Saving the Industry from itself: A case of the Railway industrial heritage in Kenya

  • B. Njuguna Mugwima Centre for Urban Studies
  • Ephraim W. Wahome Department of History and Archaeology

Abstract

Kenya railway represents the earliest direct interaction between Kenya and the industrial revolution of the 18th and 19th century. The railway came to Kenya in 1895 after it had successfully opened up many parts of the world. The industrybenefitted through direct imports from key English industrial centres like Liverpool, London, Leeds, Ipswich, Birmingham and Yorkshire. In some instances, supplementary products and services were acquired from India through entrepreneurs like Alibhai Mulla Jeevanjee (1856–1936), a renowned Indian merchant, politician and philanthropist who went on to play a large role in the development of modern day Kenya during colonial rule. Industrialization was also experienced in the country in the form of agricultural mechanization in the White Highlands that were occupied by the European farmers. The railway has been a key mode of transport for over 100 years. This entrenches the industry as part of Kenya’s heritage as it has impacted many aspects of the socio-cultural and economic spheres of life up to date. Many generations have been part of the industry since 1895. Whole communities like the Indian settlers sprung out of the industry with many coming as railway builders or ‘coolies’ and later founding or joining the business opportunities created along the railway line. More importantly, the railway facilitated Kenya’s entry into the global market economy. The railway industry is therefore an integral and important component of the Kenyan national heritage.Kenya railway heritage include old engines, wagons, the railway/trolley tracks, railway signals, clocks, level crossings, buildings and railway towns. It also includes the SS William Mackinnon steamboat which was operating on Lake Victoria and named after Sir William Mackinnon, founder of the Imperial British East Africa Company. Intangible heritage includes the massive adventure tourism it generated, which popularized the railway or the ‘Lunatic Express’ and destination ‘Kenya’. Its unique and ‘pristine’ scenic landscapes, the ghosts of ‘man-eaters’ and its place in oral accounts of many communities add abundantly to this rich intangible heritage. Nairobi city is literally speaking a product of the railway line.Both tangible and intangible heritage of the railway industry are threatened through blatant negligence, emergent and more profitable modes of transport, including the Standard Railway Gauge (SRG) that is currently under construction, and lack of funds for minimum maintenance of basic infrastructure, like the Railway Museum and its threatened collections. Most of the old Uganda Railway (UR) and Kenya Uganda Railway (KUR) wagons, which are part of this study, are rusty and some of their parts are missing. To a large extent, this heritage is quickly deteriorating and disappearing into the hands ofvandals and illegal traders due to the lack of appropriate conservation sensitization and training for the public and heritage professional in  charge of this heritage. Old railway towns are most affected by this threat.This study identifies the industrial heritage associated with the railway and explores the state of conservation of its collection of artefacts and machines, and the risks associated with the preservation of this industrial heritage. The study concludes that industrial heritage is not clearly defined and no legal framework specifically targets this heritage for conservation. The study also establishes that the heritage has only been haphazardly conserved, with no clear vision of management, documentation and preservation, as no resources are specifically allocated to a conservation strategy other than the ‘minimalist approach’ adopted by the Railway Museum. The conclusion highlights that the level of sensitization is low and the public is not informed and/or associated to the conservation needs of this heritage. The study therefore recommends advocacy, sensitization and thorough interventive and preventive conservation practices as the only viable ways of saving the heritage from imminent loss.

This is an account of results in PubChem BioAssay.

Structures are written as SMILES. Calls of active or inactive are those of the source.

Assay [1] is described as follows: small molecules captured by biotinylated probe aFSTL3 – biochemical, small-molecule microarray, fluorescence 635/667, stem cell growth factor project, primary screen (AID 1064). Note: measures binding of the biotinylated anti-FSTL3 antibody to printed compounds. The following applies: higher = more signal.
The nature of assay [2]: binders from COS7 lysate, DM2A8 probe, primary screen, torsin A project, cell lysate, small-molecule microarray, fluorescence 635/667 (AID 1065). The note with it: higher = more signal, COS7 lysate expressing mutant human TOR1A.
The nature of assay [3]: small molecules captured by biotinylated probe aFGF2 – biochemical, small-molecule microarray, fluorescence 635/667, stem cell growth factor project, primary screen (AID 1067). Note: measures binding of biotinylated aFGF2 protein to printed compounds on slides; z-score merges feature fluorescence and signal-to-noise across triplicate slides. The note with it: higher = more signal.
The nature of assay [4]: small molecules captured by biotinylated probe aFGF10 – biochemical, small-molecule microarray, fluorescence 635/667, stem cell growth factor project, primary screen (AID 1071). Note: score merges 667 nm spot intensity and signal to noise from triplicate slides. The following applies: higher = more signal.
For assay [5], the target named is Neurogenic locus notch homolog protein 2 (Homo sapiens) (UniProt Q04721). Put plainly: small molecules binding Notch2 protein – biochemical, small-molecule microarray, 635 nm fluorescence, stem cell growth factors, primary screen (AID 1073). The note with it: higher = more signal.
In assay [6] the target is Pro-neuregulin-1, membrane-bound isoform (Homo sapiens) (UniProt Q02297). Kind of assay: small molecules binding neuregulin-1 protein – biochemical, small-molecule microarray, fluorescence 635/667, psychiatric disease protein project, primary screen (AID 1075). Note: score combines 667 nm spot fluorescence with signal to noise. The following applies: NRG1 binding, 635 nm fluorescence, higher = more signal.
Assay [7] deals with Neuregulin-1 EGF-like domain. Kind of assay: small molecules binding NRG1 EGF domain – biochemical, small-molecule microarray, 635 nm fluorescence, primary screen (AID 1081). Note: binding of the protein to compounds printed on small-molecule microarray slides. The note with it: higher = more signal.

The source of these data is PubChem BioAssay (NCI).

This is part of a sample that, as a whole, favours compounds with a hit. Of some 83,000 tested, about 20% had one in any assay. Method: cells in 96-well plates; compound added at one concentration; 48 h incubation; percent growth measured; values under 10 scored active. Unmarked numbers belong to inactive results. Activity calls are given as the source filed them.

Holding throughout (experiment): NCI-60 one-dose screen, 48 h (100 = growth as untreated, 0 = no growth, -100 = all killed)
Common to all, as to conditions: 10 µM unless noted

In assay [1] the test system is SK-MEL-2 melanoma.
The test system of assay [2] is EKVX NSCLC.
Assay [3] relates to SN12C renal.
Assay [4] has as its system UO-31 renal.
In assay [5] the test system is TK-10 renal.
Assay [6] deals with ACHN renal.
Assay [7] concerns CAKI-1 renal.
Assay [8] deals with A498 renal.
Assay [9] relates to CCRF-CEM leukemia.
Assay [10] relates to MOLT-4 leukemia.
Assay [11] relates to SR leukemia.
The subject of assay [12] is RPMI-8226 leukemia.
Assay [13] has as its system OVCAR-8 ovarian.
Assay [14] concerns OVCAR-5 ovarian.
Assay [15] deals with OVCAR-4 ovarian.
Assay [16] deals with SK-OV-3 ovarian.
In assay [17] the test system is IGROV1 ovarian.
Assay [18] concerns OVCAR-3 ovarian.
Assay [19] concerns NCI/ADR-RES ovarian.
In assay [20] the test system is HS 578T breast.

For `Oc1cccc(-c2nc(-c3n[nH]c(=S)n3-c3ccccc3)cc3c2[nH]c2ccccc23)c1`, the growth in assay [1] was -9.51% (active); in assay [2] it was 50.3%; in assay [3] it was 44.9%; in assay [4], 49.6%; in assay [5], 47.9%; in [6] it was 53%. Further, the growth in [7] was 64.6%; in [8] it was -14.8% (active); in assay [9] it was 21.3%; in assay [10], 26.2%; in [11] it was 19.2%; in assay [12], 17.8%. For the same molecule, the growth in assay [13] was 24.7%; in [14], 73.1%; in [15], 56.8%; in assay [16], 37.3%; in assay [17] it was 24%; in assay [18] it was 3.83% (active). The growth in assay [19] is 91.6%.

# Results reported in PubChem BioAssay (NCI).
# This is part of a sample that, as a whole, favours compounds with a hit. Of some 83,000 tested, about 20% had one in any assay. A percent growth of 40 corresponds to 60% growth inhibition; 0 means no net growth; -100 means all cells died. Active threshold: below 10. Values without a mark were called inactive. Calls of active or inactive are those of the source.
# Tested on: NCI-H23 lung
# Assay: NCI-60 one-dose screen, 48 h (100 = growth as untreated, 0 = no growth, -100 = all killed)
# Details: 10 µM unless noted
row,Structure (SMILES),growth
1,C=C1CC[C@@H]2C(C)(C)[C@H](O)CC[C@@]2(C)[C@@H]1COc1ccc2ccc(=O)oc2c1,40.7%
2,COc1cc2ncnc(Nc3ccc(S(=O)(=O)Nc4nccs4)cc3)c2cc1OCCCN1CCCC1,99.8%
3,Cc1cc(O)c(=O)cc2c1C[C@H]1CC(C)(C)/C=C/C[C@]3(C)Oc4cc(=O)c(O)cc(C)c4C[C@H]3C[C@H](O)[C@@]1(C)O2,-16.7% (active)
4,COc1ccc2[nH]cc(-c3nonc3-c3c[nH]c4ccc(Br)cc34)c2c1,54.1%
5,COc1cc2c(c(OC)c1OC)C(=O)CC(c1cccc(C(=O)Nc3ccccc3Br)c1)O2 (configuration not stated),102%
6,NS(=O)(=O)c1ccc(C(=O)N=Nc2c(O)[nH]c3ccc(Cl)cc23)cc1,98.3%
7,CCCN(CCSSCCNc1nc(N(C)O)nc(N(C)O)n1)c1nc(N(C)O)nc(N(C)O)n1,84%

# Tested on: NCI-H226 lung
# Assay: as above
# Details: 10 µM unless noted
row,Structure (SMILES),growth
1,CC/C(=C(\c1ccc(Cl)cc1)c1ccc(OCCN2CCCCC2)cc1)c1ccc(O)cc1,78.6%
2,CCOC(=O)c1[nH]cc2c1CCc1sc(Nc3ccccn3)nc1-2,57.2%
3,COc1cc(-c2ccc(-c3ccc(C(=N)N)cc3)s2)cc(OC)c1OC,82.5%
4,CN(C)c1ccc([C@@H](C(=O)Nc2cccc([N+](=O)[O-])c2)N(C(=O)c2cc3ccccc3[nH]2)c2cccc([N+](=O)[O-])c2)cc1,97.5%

Published
May 4, 2016
How to Cite
MUGWIMA, B. Njuguna; WAHOME, Ephraim W.. Saving the Industry from itself: A case of the Railway industrial heritage in Kenya. Proceedings of Sustainable Research and Innovation Conference, [S.l.], p. 1-9, may 2016. ISSN 2079-6226. Available at: <http://sri.jkuat.ac.ke/ojs/index.php/proceedings/article/view/390>. Date accessed: 24 sep. 2017.

Keywords

Industrial heritage; tangible and intangible heritage; conservation; Kenya railway